But I digress!  Back to my three favorite shows.  I loved Casely-Hayford for its strong tailoring and odd details.  I loved E. Tautz for its dandy presentation that will still manage to have major hanger-appeal when it makes it to retail.  And I loved KTZ because Marjan Pejoski virtually slapped Rick Owens across the face and screamed “THIS IS HOW YOU PUT ON A FASHION SHOW!”  And that came from the guy who made Bjork’s swan dress.

London, you never fail to surprise me!

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January 11, 2014 at 5:14 pm

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New York’s Best Show

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Anna Sui

During the F/W 2010 show season, I named Anna Sui’s presentation as New York’s best show.  I’m going to do it again this season.

Anna Sui is a national treasure.  In his review of the 2010 show, Tim Blanks of style.com called Sui “New York’s most underrated designer.”  I agree wholeheartedly.  Not only was the organized cacaphony of the runway show a reminder to critics that maximalism wasn’t dead, it was a precursor to the organized chaos trend that every single fashion magazine has been hyping like crazy throughout 2012.

During the same season, Marc Jacobs presented this collection.  It was a dud to me then and it was a dud to me now.  Yet Jacobs, as usual, elicited the highest praise from his so-called critics.  “He’s always directional!”  “He sets the trends!”  Give me a break!  That show was terrible.  And unlike Anna Sui’s collection, it went nowhere.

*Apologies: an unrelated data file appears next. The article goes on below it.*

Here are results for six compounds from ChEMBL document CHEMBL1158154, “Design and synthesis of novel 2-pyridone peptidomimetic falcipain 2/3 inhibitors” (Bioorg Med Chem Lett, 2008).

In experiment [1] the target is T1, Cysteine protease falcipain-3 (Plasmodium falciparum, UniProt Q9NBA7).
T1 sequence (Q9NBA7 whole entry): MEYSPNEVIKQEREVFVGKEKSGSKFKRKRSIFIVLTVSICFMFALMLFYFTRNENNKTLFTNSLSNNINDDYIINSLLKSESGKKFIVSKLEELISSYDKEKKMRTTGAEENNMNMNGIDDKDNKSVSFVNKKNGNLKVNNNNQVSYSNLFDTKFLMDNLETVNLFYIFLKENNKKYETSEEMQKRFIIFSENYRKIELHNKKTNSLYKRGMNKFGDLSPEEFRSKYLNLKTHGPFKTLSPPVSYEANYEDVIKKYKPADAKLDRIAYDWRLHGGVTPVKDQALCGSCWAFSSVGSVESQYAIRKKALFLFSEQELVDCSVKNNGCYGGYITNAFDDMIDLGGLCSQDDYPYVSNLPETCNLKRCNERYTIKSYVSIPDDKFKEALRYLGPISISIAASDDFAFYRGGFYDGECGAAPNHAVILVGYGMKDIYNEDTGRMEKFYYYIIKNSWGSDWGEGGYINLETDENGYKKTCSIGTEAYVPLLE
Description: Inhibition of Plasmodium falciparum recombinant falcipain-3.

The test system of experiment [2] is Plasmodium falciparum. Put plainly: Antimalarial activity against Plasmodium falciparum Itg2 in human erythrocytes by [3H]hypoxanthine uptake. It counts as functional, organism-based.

Now I don’t hate everything Jacobs does.  I’m actually going to name his presentation for Marc this season as New York’s second-best show.  Like Sui, Jacobs had his head in the early 80s.  His was a little more “Cruel Summer,” though, whereas hers was more “Girls Just Want To Have Fun.”  I’d normally not gush over a couple of shows with such a retro vibe, but in this case both gave me what I wanted to see: fashion-savvy downtown girls who don’t run around in high heels and cocktail dresses.  It was a refreshing change of pace.

The greatest thing about the show, though, was that it provided a unique twist upon styling that will resonate with young women everywhere while still providing a vast assortment of individual pieces that have the hanger-appeal necessary to sell a collection in today’s marketplace.  I can see girls I know engaging in hand-to-hand combat to be the first to own the jumpsuit that Karlie Kloss wore to open the show.  I can see every jeanswear manufacturer looking at the fresh, unworked denim and thinking “this is where we need to go!”  And I can see the 3/4 mesh T-shirts and 3/4 tights becoming the rage on the street.  Even with Sui’s trademark baby-doll silhouette making several appearances (a shape I would personally avoid like the plague), it read as a completely novel, necessary change of pace.